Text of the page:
Field Notes: The Decoy Effect
Post by: Dr. Marina Shapira
In the research team, we use proven principles from behavioral economics to positively influence how people make decisions and form habits on your websites and apps. For example, we use “nudging,” which is the act of influencing behavior through indirect suggestions and positive refinements. We worked with clients to incorporate “nudging” principles in point-of-sale flows, which resulted in significant conversion uplift. Could you imagine that by merely changing the description of products and the layout of pricing plans conversion can go up significantly?
Example: The Decoy Effect
We recently utilized the decoy effect to convert more customers on a preferred path. The decoy effect is defined as the phenomenon whereby consumers change their preference between two options when presented with a third option – the “decoy” – that is “asymmetrically dominated.”
Initially, a client’s pricing plan offered visitors a choice between two options that were priced exactly the same. This made it difficult for visitors to make a decision, and so the conversion rate was lower than expected. But once the pricing plan was updated to include 3 uniquely priced options, the conversion rate went up by 360%!
Here is the basic idea of the decoy effect: Imagine you’re selling a camera (or any other product/service you wish) and also a bundle of the camera + a protection plan. Of course, the camera + protection plan is more profitable for your business and you want your customers to choose it.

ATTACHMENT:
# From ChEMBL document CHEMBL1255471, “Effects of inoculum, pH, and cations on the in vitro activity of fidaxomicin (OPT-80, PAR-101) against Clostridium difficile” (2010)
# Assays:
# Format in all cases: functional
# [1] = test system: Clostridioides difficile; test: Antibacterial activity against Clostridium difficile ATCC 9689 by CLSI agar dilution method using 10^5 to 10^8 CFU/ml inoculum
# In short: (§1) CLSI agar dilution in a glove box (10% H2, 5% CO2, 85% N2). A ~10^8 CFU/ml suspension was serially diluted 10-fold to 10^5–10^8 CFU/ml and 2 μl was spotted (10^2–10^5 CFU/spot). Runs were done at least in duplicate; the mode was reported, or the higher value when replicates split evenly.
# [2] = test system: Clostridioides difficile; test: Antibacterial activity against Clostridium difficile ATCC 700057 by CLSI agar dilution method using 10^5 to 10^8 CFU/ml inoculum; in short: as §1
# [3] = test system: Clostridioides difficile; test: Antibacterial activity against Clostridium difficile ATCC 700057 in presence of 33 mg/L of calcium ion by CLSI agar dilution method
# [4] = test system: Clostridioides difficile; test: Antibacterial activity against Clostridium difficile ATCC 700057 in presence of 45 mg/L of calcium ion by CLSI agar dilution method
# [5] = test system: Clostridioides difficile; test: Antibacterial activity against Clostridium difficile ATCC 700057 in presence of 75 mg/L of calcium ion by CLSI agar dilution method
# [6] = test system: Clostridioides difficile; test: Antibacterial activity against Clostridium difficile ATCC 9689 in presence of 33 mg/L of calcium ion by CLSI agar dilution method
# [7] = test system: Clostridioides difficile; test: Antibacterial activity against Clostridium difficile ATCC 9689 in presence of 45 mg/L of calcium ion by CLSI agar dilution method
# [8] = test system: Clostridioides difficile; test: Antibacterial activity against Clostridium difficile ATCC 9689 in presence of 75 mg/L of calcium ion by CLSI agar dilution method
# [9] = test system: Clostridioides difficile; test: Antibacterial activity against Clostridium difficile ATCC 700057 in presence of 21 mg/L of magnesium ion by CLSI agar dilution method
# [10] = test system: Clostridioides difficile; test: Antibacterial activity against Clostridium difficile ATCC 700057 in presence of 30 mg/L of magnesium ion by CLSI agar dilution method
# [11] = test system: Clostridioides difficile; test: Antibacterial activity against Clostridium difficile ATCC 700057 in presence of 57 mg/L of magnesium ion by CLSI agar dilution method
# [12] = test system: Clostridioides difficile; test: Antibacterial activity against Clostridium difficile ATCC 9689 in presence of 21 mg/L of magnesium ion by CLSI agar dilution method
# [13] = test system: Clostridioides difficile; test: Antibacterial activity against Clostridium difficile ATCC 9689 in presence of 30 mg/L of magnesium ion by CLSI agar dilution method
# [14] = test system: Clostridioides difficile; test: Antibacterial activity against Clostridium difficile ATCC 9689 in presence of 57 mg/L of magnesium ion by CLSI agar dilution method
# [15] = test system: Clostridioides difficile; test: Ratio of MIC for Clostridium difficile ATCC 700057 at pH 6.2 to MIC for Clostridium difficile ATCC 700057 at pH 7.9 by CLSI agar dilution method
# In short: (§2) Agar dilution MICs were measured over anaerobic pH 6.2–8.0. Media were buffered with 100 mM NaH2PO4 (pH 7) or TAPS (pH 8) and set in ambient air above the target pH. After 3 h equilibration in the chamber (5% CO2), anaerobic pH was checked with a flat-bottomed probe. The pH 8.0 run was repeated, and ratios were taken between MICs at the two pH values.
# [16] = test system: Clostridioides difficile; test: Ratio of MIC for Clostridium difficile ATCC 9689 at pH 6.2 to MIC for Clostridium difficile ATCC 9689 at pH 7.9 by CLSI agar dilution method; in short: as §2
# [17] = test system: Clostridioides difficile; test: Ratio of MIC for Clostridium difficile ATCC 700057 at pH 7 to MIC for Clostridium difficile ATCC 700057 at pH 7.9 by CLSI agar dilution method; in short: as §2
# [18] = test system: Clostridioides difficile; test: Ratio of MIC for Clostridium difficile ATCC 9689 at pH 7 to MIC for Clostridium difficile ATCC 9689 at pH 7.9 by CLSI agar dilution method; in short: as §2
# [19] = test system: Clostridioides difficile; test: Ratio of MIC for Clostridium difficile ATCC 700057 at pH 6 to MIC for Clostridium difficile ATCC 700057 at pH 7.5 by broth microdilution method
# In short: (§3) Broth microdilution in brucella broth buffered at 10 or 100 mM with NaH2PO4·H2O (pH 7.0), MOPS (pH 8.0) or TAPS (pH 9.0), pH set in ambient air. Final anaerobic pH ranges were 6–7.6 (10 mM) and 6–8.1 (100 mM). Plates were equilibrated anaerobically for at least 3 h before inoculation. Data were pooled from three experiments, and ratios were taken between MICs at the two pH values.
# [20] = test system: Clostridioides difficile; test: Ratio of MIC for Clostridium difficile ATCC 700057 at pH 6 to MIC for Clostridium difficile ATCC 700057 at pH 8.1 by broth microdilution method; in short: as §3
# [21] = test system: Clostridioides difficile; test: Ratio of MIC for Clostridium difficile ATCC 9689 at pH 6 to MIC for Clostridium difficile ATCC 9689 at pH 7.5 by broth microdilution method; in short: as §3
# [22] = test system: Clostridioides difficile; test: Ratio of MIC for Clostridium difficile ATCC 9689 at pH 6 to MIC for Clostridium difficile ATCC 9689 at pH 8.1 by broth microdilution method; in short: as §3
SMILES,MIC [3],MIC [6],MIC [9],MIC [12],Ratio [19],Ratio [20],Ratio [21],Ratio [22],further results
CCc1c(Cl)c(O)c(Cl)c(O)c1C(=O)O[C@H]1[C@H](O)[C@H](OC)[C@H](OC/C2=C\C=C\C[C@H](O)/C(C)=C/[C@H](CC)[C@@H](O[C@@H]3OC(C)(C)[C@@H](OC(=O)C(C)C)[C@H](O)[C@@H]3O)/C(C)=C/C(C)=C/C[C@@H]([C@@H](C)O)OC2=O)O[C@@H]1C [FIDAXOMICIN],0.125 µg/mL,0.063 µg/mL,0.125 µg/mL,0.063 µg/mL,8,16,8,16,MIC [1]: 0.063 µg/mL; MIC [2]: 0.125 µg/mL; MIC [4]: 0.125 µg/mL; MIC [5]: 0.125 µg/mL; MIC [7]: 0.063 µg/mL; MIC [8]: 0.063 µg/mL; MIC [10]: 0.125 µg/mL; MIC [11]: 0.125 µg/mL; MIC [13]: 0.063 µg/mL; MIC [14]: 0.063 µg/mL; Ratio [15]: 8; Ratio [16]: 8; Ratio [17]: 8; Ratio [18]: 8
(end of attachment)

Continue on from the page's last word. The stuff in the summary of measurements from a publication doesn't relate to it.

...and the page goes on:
So, which of the below options would be more effective?
In Option A, the camera + 1-year protection plan seems expensive compared to just a camera without the protection plan. Most people will choose the $90 option because it is clearly cheaper. However, in Option B, the same selection of $120 camera + 1-year protection is now the decoy and makes the camera + 3-year protection for $125 seems like a bargain, leading most people to choose the more expensive of the three.
The bottom line: Create an “asymmetrical dominance” (AKA offering a clearly much more attractive option) when you price products, so that the option you wish to sell appears as providing the most value for money compared to the others.
If you would like to test the decoy effect or other behavioral economics approaches, reach out and let us know how we can help!
P.S. The visual layout of the options is massively important as well, but we’ll discuss that another time 🙂